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​Manny Pacquiao: Pacquiao started the year off in April by taking on pound for pound lister and all around top welterweight challenger Timothy Bradley Jr. in what would be their rubber match. Pacquiao announced it would be his final fight in his hall of fame caliber career and that he would retire after the fight, win or lose. Pacquiao entered the fight as an underdog, since he would be coming off nearly a year layoff after his loss to Floyd Mayweather Jr. and a shoulder surgery that followed. Pacquiao not only beat father time in this fight, but he beat Timothy Bradley as sure handedly as he ever has. He was able to knock Bradley down twice in the fight, and won by Unanimous Decision. After deciding rather quickly that he couldn’t stay away from the sport he loved for very long, Pacquiao then targeted the WBO Welterweight champion Jessie Vargas. Vargas who only has one loss in his career to Tim Bradley Jr. had the age advantage but nothing else. Again Pacquiao became a world champion and with 59 wins in his career, it seems that he is ready to attempt to get number 60 early next year against, hopefully a high quality opponent.

​Andrew Ward: Ward is on the list mainly because of the win against Sergey Kovalev last month. He fought 3 times in 2016, which is the most active he has been since 2009. The opponents he defeated, Sullivan Barrera, Alexander Brand and Sergey Kovalev rank from unknown to contender to one of the very best fighters in the sport. Ward is on the list, again, solely for the fact that he had a win over Sergey Kovalev and became the Unified Light Heavyweight champion. Regardless of controversy on the scorecards, he beat an undefeated, top 5 pound for pound champion. He will receive votes, but may be a longshot to actually win the award.

​Joe Smith Jr.: Smith is a late addition after last weekend’s win over Bernard Hopkins. Sure, he beat a 51 year old Hopkins, but he is still the first person to ever knock Hopkins out and the way he did so was impressive to say the least. This was Smith’s third win of the year, with an April TKO of Fabiano Pena and a follow up first round KO over Andrzej Fonfara, which is a very heavy favorite for upset of the year. Smith fought two marquee fights in which he was the underdog and winning both of them by show stopping Knock outs.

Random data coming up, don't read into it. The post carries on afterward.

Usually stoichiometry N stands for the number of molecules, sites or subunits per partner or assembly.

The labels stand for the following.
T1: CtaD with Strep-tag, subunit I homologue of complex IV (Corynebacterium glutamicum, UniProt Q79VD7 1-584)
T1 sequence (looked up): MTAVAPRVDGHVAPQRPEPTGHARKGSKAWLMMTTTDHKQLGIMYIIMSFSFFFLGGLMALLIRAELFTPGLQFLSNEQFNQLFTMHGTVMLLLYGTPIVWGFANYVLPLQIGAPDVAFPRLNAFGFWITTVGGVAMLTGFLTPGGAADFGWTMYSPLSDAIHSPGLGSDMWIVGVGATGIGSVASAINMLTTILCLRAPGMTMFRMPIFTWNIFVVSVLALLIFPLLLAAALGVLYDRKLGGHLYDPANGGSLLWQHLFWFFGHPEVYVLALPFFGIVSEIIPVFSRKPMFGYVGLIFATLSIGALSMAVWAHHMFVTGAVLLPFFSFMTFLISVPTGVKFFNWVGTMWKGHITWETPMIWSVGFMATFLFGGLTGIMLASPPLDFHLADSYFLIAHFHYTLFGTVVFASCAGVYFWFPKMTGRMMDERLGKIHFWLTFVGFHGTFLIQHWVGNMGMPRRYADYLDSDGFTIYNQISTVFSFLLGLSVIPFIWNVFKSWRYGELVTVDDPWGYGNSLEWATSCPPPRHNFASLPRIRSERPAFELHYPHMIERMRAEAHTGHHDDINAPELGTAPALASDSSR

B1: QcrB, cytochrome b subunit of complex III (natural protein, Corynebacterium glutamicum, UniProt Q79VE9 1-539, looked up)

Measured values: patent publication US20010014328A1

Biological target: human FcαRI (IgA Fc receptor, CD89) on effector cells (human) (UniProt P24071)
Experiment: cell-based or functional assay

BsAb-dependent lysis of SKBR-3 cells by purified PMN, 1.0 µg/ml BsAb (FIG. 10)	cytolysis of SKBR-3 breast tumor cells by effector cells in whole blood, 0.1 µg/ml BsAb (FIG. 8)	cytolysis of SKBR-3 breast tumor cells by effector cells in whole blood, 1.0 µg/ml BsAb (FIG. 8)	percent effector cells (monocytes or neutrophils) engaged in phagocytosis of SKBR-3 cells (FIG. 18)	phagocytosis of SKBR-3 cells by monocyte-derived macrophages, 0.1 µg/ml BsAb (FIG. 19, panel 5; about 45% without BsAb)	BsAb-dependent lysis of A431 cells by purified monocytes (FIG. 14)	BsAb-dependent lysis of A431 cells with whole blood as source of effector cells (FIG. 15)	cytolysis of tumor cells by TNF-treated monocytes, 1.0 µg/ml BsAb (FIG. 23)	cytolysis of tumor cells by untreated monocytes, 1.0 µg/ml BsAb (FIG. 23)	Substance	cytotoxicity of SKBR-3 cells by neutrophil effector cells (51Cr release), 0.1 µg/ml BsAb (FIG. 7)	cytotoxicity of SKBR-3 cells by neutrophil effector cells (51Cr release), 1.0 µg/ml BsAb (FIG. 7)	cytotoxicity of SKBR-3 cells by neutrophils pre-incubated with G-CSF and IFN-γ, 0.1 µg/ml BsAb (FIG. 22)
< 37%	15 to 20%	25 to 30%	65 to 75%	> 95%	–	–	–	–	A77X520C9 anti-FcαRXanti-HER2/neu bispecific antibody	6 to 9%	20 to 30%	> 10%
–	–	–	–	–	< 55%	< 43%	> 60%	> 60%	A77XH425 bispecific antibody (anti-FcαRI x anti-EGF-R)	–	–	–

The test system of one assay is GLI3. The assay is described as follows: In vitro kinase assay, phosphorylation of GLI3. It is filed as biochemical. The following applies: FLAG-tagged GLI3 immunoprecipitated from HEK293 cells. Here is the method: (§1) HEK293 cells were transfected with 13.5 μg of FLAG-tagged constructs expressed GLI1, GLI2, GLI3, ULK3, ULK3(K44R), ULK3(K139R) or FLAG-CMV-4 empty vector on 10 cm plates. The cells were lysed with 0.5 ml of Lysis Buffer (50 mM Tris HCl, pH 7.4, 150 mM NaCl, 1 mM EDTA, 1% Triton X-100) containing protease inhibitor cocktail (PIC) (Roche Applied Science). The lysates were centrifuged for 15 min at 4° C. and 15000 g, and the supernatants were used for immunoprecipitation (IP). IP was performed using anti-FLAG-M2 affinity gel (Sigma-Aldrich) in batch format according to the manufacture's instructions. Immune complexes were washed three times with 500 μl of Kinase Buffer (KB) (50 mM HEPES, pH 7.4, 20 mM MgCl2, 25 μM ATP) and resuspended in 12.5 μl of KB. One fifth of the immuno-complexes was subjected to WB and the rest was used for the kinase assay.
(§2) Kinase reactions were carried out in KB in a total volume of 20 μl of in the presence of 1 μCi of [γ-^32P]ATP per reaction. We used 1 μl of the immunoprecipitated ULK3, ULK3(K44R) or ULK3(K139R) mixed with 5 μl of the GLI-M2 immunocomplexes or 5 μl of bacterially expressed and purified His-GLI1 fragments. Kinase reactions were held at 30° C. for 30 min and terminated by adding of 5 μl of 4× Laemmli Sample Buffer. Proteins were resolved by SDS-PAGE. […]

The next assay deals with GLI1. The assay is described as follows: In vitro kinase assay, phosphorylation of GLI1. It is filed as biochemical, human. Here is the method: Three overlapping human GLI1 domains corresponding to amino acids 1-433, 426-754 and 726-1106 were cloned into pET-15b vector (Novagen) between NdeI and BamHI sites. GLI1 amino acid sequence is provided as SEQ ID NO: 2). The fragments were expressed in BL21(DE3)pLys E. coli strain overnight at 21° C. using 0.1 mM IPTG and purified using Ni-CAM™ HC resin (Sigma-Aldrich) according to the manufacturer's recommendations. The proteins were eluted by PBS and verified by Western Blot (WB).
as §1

​Terrence Crawford: Crawford will try to follow up his 2014 FOTY award with another ceremony this year. Crawford fought three times in 2016. He knocked out Hank Lundy at the Theater in Madison Square Garden and then unified the division against the top Jr. Welterweight, Viktor Postol. Though the fight did not do great pay per view wise, and was deemed a boring fight, Crawford displayed talent that showed why he is one of the best fighters in the world, completely unarming the very tough and until then, undefeated, Postol. Crawford ended the year back home in Omaha, against a C-level opposition in John Molina Jr., who did not put up much of a fight and Crawford outmatched in every single category. Terrence Crawford will be a Fighter of the Year finalist for many years to come.

​Carl Frampton: Carl Frampton is a very big favorite to win the BWAA Fighter of the year award for 2016. Frampton fought twice, both against undefeated fighters, Scott Quigg in Manchester and Leo Santa Cruz in Brooklyn. Frampton beat Quigg by Split Decision to unify the Jr. Featherweight division and ended up breaking Quigg’s jaw in the process. Five months later, Frampton decided to move up in weight to take on the WBA Featherweight champion Leo Santa Cruz, and in what many may say was a “Fight of the Year” candidate, was able to defeat the hard nose Santa Cruz. Frampton became a two division champ in 2016, already has scheduled a rematch with Santa Cruz for January 28th in Las Vegas and looks like a man who is ready to take on the toughest guys he can.